(But then I understood the trolley suitcase business, into which the crate would likely not fit.) Still, speaking to Pillar #2, Germans can be inflexible at times…

    Liked by 2 people

  5. Usually Germans are as lazy as Americans and shop their beer crates by car – so they just put the crates with the full bottles into their trunk and drive happily home. No problem there. Problems start when you try the no-car approach. Or have a car like a Polski fiat .. Where the “trunk” is in front and has as much room as an evening handbag … or even slightly less.


  6. I bet you were everybody’s favorite person, since Germans love waiting in line so much. Ha ha. Bierkasten are awesome though. We brought 10 of them full of Erdinger and Bitburger to the states with us, and now they hold my empties until I haul them to the recycle container!


  7. Oh my lord, I’m dying. This is great… but if you visit Bavaria you may want to invest in a little red wagon, because you ALWAYS buy a Kasten, and usually more than one at a crack. We usually hit the Getränkemarkt once a month, and load up on beer, water, and some juice. It’s usually 7 or 8 cases a shot, I’d say. :)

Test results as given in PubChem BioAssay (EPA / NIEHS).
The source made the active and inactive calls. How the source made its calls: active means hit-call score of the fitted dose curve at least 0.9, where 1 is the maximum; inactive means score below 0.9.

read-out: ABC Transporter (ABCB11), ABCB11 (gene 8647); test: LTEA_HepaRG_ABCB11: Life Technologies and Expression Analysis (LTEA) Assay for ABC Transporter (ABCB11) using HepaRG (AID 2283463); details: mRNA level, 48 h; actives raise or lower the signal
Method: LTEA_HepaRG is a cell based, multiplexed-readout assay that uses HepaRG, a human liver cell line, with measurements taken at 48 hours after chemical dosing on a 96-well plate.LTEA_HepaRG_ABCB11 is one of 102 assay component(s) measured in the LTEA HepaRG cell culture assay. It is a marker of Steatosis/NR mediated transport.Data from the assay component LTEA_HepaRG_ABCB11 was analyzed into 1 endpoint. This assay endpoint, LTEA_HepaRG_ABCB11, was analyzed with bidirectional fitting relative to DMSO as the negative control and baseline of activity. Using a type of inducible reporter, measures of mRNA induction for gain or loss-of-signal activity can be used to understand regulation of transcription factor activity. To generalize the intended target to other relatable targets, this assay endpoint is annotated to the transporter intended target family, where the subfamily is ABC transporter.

Liked by 1 person

  8. I just love the way you describe all these little daily experiences, full of humor and irony! (I’m not the biggest beer drinker on earth (never) – and can’t exactly understand your enthusiasm to beer – but I love the scenery anyway!! :-)


  9. I have taken back empty beer crates before and it was just fine :) And I agree with Courtney, it’s a completely normal and decent thing to do to buy beer in crates of 20.. I always thought 6-packs were for college students!

    Liked by 1 person

      1. It’s Germany enough. But you are right, they do it manually and you have to ask the guy mostly… I think either Berlin and Munich are German, just each in their different way. The South has a different mentality in some ways :)


  10. American here–cracked up reading this and had to start over halfway through to read it aloud to my German husband. Yes, yes, yes and YES. I can completely imagine this happening to me. Can’t wait to read more of your blog :)


  11. You should consider buying 1 Bierkasten every 2 weeks at least, or your neighbours might think you are one of those vegan, hippy communists or worse.


  12. The Bierkasten is the most normal thing. Just as Beth (a little above) says: Why would you not want it? It is so much more practical – you get the storage right with the bottles. Even the trunk sizes of German cars are measured in the amount of how many of those containers fit in them. :D Your posts remind me sometimes of how awesome we Germans are. Haha…